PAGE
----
The Eames Solar Do-Nothing Machine - The Remaking Of

The Eames's Solar Do-Nothing Toy on the cover of Radio & TV News, Dec. 1958

I'm fallen in love all over again with the Solar Toy Ray and Charles Eames created around 1956-7 for Alcoa.

Writing about it in 1958, Charles Eames also called it the "Do Nothing Machine." As Steve Roden discussed a couple of years ago, Eames's view of the functionless machine/toy was rather Zen: "It is not supposed to do. It is supposed to be. Its whole function is in its being." Or, I would add, rather sculptural.

The Solar Toy was never meant for production, just promotion. As far as I know, a single unit was commissioned by Alcoa's Oscar Shefler for the innovative-sounding "Forecast Collection."

I've been stewing on it for more than three years now, and I think I must track down what happened to it, and what archives and records remain of its creation. And then I must either find it and exhibit it, or remake it and exhibit it. But either way, it should really be seen today.

Beyond the Toy's sheer, self-evident beauty, it could shine a light, so to speak on some of the intellectual, cultural, technological, and environmental complexities of the intervening 50 years.

What has happened, how have we done since the archetypal prophet of American, can-do, corporate modernity dazzled us with his shiny, functionless object powered by the limitless energy of the sun?

Or as the article in Radio & TV News puts it in their cover story, "Will our future electricity all come from the sun?"

Intrigued by the possibilities of a future where man would use an energy source 93-million miles distant, Eames fashioned a design so that people may "see a living demonstration of the fantastic potential of the work that solar energy can perform for mankind."
Fantastic! Let's see how that turned out.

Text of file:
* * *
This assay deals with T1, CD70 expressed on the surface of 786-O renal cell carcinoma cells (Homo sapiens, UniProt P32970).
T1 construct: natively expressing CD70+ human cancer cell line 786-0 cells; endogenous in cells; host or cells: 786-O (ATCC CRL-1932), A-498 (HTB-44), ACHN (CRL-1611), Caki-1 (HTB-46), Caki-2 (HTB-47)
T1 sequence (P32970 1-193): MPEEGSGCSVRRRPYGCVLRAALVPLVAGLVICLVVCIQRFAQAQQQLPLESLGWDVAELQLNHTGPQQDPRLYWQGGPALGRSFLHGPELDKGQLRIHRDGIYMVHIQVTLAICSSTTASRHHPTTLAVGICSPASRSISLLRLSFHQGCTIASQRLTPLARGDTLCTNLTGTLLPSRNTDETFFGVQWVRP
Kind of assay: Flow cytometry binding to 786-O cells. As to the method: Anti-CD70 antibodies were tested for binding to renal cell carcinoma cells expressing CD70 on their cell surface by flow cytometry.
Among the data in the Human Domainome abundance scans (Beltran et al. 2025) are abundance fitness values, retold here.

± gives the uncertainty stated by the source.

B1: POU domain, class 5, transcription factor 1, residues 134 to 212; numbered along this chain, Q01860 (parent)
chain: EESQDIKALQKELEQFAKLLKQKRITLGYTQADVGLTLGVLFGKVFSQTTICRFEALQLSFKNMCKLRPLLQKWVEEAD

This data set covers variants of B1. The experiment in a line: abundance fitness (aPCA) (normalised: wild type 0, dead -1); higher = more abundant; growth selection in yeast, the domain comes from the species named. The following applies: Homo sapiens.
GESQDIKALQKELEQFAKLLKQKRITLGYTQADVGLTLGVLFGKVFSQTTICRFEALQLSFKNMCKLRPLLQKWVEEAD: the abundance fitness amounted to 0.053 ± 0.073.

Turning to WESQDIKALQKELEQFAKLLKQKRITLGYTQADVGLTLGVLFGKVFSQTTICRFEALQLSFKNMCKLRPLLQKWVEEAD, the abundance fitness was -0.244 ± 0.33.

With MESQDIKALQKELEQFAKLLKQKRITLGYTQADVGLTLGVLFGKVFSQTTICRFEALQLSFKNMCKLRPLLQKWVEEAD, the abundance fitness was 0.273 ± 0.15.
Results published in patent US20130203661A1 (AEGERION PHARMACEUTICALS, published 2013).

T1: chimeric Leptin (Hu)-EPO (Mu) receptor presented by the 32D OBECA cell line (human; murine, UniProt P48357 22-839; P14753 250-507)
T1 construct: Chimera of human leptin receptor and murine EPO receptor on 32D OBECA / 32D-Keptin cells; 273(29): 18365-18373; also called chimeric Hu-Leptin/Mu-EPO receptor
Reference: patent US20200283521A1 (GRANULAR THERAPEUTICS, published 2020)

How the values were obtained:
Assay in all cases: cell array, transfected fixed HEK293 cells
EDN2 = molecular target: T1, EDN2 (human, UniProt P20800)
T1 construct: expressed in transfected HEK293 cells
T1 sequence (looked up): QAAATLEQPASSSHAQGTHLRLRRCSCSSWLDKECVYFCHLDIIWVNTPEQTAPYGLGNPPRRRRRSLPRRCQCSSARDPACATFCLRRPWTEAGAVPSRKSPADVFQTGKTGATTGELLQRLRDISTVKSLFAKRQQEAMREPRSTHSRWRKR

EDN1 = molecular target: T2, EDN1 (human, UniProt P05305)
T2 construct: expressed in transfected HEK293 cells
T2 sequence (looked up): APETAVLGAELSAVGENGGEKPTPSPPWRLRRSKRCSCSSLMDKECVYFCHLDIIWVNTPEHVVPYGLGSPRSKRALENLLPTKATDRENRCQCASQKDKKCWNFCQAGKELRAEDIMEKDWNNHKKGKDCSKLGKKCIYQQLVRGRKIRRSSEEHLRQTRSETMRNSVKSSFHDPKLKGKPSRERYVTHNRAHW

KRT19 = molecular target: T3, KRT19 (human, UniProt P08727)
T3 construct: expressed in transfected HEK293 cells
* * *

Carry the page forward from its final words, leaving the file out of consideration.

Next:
Note to self, even though I now have the print version of the magazine in my hand:

Some of the Solar Toy tech specs mentioned in Radio & TV News, Dec. 1958:

Heart of the unit is a bank of silicon solar cells made by International Rectifier Corp. Mounted in a reflector unit, oriented toward the sun by a unique tracking device, the cells are practical photo-voltaic devices...

Cells used are of the "p-n" type. The junction is formed on the wafer surface that is exposed to illumination and is composed of "n"-type and "p"-type semiconductor materials.

The "p"-type and "n"-type silicon are separated by a microscopic barrier layer, in which a built-in, permanent electric field exists...

A group of solar cells, arranged in a series-parallel configuration designed to give optimum power transfer to the load, becomes a solar battery...

On Eames' Solar Toy, the converted energy drives a group of seven, German-made "Aristo" motors. The tiny 1 1/2- to 3-volt motors are each connected directly to a drive or crankshaft of the Toy.

One thing we know has improved in the last 50 years: we don't need to explain the basics of semiconductors like p-n type junctions anymore, because they're baked into everything in the world.

Since 2001 here at, I've been blogging about the creative process—my own and those of people who interest me. That mostly involves filmmaking, art, writing, research, and the making thereof.

Many thanks to the Creative Capital | Warhol Foundation Arts Writers Program for supporting that time.

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first published: December 10, 2009.

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